One that that changed was that I had initially thought I would use the monthly calendar to record inks, but it didn’t work out that way. I don’t typically do a big clean and flush, and then re-fill of all my pens at once – I wait until it’s written dry, and then whenever I get a chance, I flush and re-fill.
Using the monthly calendar to make note of when I filled it didn’t quite work out because I wasn’t very good at remembering to go into my Hobonichi after I inked up a pen.
Instead, every once in a while, I sat down with all or most of my pens and did a little scribble. There’s a blank page at the front of every month, which was perfect for me, as a monthly record of all my inks is just about right for me.
The Hobonichi is actually a fairly small notebook, so it’s easy to slide into your bag, or even your pocket, if your pocket is large enough. I loved having a leather cover on mine, and I’m hoping to collect a new Hobonichi each year onto my shelf, and have my leather cover age with me.
I used the Midori A6 goat skin cover. I also have the A4 for my journal for Caleb, and I’m thinking very hard about whether or not I need an A5 one.
My leather cover has held up well, although I had someone once comment that my leather looks exceptionally pink. The leather does start out pink, and gets a bit darker and browner over time – in the photo below you can see a bit of comparison around the edges.
You’re able to tan it a bit browner in the sun, but even when I take my Hobonichi out, it’s typically just in my bag.
I also did a post last year on other ideas you could use with a Hobonichi.
The timing for this post is good for a mid-year review, and a bit of a boost to keep it strong for the rest of 2016, but it’s also because we’re expecting our 2017 Hobonichis and new covers to arrive sometime in mid-September. I’m already feeling the crisp fall air and the smell of fresh agendas.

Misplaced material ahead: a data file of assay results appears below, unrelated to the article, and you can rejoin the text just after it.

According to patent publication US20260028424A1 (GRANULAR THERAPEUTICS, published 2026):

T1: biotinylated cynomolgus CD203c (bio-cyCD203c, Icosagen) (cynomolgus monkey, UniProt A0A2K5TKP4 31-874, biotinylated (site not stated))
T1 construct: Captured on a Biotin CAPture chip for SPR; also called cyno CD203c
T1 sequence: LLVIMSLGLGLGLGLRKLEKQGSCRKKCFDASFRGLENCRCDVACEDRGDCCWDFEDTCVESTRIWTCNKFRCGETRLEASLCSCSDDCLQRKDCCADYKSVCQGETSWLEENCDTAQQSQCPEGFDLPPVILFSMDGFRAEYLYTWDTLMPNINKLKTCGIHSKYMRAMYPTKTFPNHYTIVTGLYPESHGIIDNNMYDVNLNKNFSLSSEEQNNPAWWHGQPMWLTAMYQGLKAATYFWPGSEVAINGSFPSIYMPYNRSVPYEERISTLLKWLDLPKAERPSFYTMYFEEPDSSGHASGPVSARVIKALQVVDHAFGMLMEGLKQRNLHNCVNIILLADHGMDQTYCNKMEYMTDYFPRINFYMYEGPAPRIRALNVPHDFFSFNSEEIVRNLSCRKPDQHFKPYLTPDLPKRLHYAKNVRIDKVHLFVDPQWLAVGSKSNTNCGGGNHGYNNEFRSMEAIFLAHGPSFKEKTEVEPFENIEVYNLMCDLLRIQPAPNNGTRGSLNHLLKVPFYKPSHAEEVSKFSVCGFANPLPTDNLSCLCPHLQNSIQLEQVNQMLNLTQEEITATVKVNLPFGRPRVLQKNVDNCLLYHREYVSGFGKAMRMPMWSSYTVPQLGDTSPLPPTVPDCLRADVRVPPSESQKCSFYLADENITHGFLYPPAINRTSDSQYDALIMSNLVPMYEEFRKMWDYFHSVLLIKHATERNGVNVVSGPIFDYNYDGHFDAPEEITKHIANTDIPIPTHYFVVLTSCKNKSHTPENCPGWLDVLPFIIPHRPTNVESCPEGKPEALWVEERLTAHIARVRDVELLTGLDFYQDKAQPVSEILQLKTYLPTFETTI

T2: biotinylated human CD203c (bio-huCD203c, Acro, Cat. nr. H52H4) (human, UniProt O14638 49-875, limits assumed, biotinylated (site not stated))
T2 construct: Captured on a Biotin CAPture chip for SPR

We’re doing a pre-order, something we don’t do very often, because we’ve had so many questions about the timing of when it’s going to be arriving.
We’ve ordered a good amount, and don’t expect disappointment, but especially for a few of you that may have missed out of 2016’s Hobonichis, or those of you who are sure you want one again this year, you can pre-order yours with or without the new 2017 covers here.
In other news, we now have a bunch of cat toys for the cat. I previously subscribed to the philosophy that Chicken is a cat, who is supposed to be “playing” with the rodents and prey he kills.
However, we (i.e. Jon) had enough attacking of ankles and feet as we walk around, and a friend told me that we either need to get him some toys to play with, or another cat. So we got some toys.
Super has already maimed about 25% of them, and Caleb broke the two motion-detecting balls with lights in them, but the remaining have proven to be excellent!
Jon can’t believe I paid money for what is essentially a long piece of felt attached by a rubber band to a plastic stick, but both Caleb and our lion beast are now entertained for upwards of 45 seconds at a time.